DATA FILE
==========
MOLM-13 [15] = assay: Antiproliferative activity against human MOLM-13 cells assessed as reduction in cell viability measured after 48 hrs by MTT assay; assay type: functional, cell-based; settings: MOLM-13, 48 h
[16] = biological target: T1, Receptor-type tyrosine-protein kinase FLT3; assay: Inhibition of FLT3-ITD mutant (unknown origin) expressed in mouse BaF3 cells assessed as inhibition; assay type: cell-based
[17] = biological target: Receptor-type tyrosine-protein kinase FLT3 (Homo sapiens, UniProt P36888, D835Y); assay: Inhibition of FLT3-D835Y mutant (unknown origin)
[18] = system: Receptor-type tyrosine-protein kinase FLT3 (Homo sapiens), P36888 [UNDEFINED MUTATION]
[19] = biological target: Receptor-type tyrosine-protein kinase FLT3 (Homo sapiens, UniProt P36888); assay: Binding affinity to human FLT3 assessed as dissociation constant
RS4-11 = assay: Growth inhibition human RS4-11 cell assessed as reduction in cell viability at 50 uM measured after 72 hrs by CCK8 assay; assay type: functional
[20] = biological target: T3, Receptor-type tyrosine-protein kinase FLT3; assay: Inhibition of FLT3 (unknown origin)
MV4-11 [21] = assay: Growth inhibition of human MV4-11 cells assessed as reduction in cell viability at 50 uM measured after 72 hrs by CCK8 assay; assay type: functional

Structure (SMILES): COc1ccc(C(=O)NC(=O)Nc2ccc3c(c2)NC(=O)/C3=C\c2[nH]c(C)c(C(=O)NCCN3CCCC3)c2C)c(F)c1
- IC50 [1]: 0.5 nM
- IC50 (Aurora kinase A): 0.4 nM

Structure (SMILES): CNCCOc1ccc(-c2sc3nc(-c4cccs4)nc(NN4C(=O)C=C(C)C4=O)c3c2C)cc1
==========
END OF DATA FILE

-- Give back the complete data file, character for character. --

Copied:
MOLM-13 [15] = assay: Antiproliferative activity against human MOLM-13 cells assessed as reduction in cell viability measured after 48 hrs by MTT assay; assay type: functional, cell-based; settings: MOLM-13, 48 h
[16] = biological target: T1, Receptor-type tyrosine-protein kinase FLT3; assay: Inhibition of FLT3-ITD mutant (unknown origin) expressed in mouse BaF3 cells assessed as inhibition; assay type: cell-based
[17] = biological target: Receptor-type tyrosine-protein kinase FLT3 (Homo sapiens, UniProt P36888, D835Y); assay: Inhibition of FLT3-D835Y mutant (unknown origin)
[18] = system: Receptor-type tyrosine-protein kinase FLT3 (Homo sapiens), P36888 [UNDEFINED MUTATION]
[19] = biological target: Receptor-type tyrosine-protein kinase FLT3 (Homo sapiens, UniProt P36888); assay: Binding affinity to human FLT3 assessed as dissociation constant
RS4-11 = assay: Growth inhibition human RS4-11 cell assessed as reduction in cell viability at 50 uM measured after 72 hrs by CCK8 assay; assay type: functional
[20] = biological target: T3, Receptor-type tyrosine-protein kinase FLT3; assay: Inhibition of FLT3 (unknown origin)
MV4-11 [21] = assay: Growth inhibition of human MV4-11 cells assessed as reduction in cell viability at 50 uM measured after 72 hrs by CCK8 assay; assay type: functional

Structure (SMILES): COc1ccc(C(=O)NC(=O)Nc2ccc3c(c2)NC(=O)/C3=C\c2[nH]c(C)c(C(=O)NCCN3CCCC3)c2C)c(F)c1
- IC50 [1]: 0.5 nM
- IC50 (Aurora kinase A): 0.4 nM

Structure (SMILES): CNCCOc1ccc(-c2sc3nc(-c4cccs4)nc(NN4C(=O)C=C(C)C4=O)c3c2C)cc1